Each of us is different, that is what we have in common. Therefore, I am not different from you, I am different like you. Thinking outside the box does not just apply to practice and procedure. Is also should mean re-examining how we view people who we consider unlike ourselves. Embracing diversity means committing to looking beyond those unlike us.
At Pikes Peak State College, we are committed to serving our diverse employees... employees, who are different, like you and me.
Pursuant to the Americans With Disabilities Act of 1990 and ADA Amendments Act of 2008, Pikes Peak State College’s Human Resource Services has a prescribed protocol for in-taking and processing all employment related ADA accommodation requests for regular and student employees. A Reasonable Accommodation Panel is charged with reviewing all documentation submitted by the requestor, conducting an in-person interactive session with the requestor, and making a disposition recommendation to the Vice President for Human Resource Services who ultimately makes the final determination.
Any and all allegations of ADA discrimination (whether employment or educational) are required to be reported to the Vice President for Human Resource Services. The Vice President for Human Resource Services, as the institution’s EEOC/ADA Officer, is responsible for investigating all claims of discrimination by students and employees of the College.
The college also has an Access Committee comprised of various members (both abled and differently-abled) of the college community. The Committee meets to discuss and implement strategies for each campus that help make PPSC more accessible for students, staff and campus visitors.
Please contact Human Resource Services at 719.502.2600 if you have any questions regarding the Americans With Disabilities Act.
The Colorado Community College System (CCCS) and Pikes Peak State College is committed to assuring equal employment opportunity and access to services, programs, and activities. In all aspects of the application and employment process, decisions shall be made based on merit, competence, performance, and business need without regard to race, color, religion, sex, disability, age, sexual orientation, gender identity or expression, pregnancy, creed, ancestry, national origin, marital status, genetic information, or military status, or any other protected status, in accordance with applicable law. All personnel responsible for employment decisions and the development and implementation of programs or activities are expected to support this commitment and give their cooperation to assure their individual conduct is in alignment with the CCCS commitment to equal opportunity.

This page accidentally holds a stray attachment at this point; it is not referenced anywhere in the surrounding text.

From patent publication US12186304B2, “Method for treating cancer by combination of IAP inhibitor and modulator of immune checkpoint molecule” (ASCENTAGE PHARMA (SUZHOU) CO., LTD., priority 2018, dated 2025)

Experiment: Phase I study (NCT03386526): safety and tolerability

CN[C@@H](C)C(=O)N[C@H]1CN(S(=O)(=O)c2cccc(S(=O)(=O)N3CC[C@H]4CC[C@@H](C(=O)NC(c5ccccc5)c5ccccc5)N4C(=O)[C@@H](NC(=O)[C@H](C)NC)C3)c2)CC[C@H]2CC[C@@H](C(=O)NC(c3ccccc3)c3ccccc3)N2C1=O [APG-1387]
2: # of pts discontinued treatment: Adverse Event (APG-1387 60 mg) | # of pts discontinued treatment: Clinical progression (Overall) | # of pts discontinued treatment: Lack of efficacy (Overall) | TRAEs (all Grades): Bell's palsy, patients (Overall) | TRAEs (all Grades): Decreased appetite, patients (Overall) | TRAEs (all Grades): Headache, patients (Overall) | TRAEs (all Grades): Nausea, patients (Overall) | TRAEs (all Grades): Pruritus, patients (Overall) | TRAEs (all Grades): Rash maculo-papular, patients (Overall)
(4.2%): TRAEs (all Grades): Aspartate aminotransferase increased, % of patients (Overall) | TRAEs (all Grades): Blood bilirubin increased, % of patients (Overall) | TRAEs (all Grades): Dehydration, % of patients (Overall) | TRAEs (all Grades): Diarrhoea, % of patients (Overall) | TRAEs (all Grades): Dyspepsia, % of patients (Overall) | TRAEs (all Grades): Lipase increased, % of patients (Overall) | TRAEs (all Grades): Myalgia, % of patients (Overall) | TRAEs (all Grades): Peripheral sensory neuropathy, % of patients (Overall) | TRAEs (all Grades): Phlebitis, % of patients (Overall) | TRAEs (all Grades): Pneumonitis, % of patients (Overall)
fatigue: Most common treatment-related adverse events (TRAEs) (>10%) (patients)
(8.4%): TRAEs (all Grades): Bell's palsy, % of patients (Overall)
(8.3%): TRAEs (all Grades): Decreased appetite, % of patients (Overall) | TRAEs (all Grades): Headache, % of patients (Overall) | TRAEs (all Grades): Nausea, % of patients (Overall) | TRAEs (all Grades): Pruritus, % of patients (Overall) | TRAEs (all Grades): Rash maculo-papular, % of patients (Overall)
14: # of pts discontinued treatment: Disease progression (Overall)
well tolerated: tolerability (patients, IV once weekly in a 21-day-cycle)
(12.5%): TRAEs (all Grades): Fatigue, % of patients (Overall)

The College has designated Kim Hennessy, Vice President for Human Resource Services, as Title IX Compliance/Equal Opportunity Officer with the responsibility to coordinate its civil rights compliance activities and grievance procedures under Title VI of the Civil Rights Act of 1964, Title IX of the Education Amendments of 1972, Section 504 of the Rehabilitation Act of 1973, and Title II of the Americans with Disabilities Act. For information, contact Kim Hennessy, Vice President for Human Resource Services, at 5675 South Academy Blvd, Colorado Springs, CO 80906 or at (719) 502.2600.
You may also contact the Office for Civil Rights, U.S. Department of Education, Region VIII, Federal Office Building, 1244 North Speer Boulevard, Suite 310, Denver, CO 80204, telephone (303) 844-3417.
The Federal Clery Act (The Student Right to Know and Campus Security Act of 1990) requires all institutions of higher learning to make available to prospective employees our agency’s Annual Security Report. A paper copy of this report can also be obtained at the Office of Human Resource Services upon request. This report includes statistics for the previous three years concerning crimes that occurred on campus or on property controlled or owned by Pikes Peak State College, as well as public property within, or immediately adjacent to and accessible from, our campuses. You can also find institutional policies concerning the annual security report as well as policies governing sexual assault, access to the facilities, etc.